A leader of the opposition needs to think quickly, but Corbyn doesn’t do that either. After the terrorist attacks on Paris, a savvy politician would have foreseen a question about Labour views on shoot-to-kill. Corbyn evidently didn’t, having to rummage around in his filing cabinet again: “Hang on, I’m sure I had a position on that. Ah yes, here it is, filed next to Bloody Sunday.” And so he responded in the context of Northern Ireland during the Troubles, when he was actually being asked what he would do if Islamist suicide bombers opened fire in a coffee bar in Manchester. Try explaining that on the doorstep in the Oldham West by-election.

No wonder so many Labour MPs are incredulous and angry. Corbyn is conducting politics as though he’s addressing his mates in the upstairs room of a pub, with no tough questions allowed and no need to link his statements to policy. The people around him are no better, reviving outdated ideas about the commercial sex industry that appal feminists in the party; the shadow Chancellor, John McDonnell, and indeed Corbyn himself, have opposed attempts by female colleagues to criminalise men who pay to use women’s bodies. Fiona Mactaggart, a former Home Office minister who last year proposed an amendment on these lines to the Modern Slavery Bill, was one of the first MPs to say publicly that Corbyn’s leadership is unsustainable.

All of this has come to a head over Syria, which is not at all surprising, given Corbyn’s close involvement with the Stop the War Coalition. That’s “stop the war” in a generic sense, which hardly suggests he has an open mind about situations in which the use of military force might be necessary. It fatally weakened Corbyn’s authority last week when he asked the Prime Minister whether an air campaign could be successful without ground troops, Does anyone seriously imagine that Corbyn would support putting British soldiers into Syria?

It takes a special kind of political incompetence to turn a debate about something as serious as extending British military action in the Middle East into a melodrama about the Labour Party. Personally, I can’t wait for this talentless 1970s tribute band to return to the obscurity it so richly deserves.

 

Child sex abuse in Britain is worse than we ever thought. What now?

Daily Telegraph, 24 November 2015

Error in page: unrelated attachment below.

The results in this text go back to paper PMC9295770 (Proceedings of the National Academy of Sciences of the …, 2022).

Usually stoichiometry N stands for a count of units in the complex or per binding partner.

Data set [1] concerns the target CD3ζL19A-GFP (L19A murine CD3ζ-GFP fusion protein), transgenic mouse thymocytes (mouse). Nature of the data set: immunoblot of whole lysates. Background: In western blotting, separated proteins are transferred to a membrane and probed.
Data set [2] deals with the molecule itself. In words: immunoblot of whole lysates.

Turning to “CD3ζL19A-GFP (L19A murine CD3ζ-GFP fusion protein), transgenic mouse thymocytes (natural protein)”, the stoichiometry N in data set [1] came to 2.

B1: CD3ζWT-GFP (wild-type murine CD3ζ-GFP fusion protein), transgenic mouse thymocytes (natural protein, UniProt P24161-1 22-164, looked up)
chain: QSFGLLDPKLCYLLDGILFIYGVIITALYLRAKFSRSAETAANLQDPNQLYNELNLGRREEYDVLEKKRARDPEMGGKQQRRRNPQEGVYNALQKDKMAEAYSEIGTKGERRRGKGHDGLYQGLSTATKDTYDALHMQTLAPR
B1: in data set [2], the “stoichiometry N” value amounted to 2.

Child abuse has seldom been out of the headlines in the last few years. Even so, the latest official estimate of the extent of the problem is alarming, suggesting that hundreds of thousands of cases are going unreported. Only one in eight comes to the notice of the authorities, according to a new report, and the true number could be 400,000 in the last couple of years alone.

The report is from Anne Longfield, the children’s commissioner for England, and is based on research showing that a huge amount of abuse takes place in the home, behind closed doors. The idea that relatives and family friends pose more of a danger than strangers may be hard for many people to accept, especially in view of the publicity attracted by cases such as the abduction of Madeleine McCann. But such events are the exception, as experts in the field have pointed out for years.

Some people feel an instinctive revulsion to the suggestion that so many children are at risk from people who are known to them. Any politician who dares to suggest that education about healthy relationships should begin in primary school will get a furious reaction: ‘Sex lessons for five-year-olds’ is a headline guaranteed to produce scorn and outrage. But denial about the extent of the problem is no more use than the kind of over-reaction that sees abusers everywhere.

Such information may be difficult for us to process as we read the papers over our morning coffee – something that’s true of the news generally at present – but the important thing is to come up with practical rather than emotional responses.If we accept the figure of around 200,000 children being abused each year, it’s something that needs to be analysed to come up with practical changes that can help children at risk. One of the lessons of this report (and others have come to similar conclusions) is that it isn’t good enough to wait for children to tell an adult what is happening.

We know that abusers work hard to win the trust of their victims precisely so they won’t tell a parent or teacher that they’re being abused. Even if a child senses that something is wrong, he or she might feel guilty about confiding in someone else; some children are so young when the abuse starts that they don’t even know the words to describe what’s happening to them. “A system that waits for children to tell them about something cannot be effective,” Longfield says.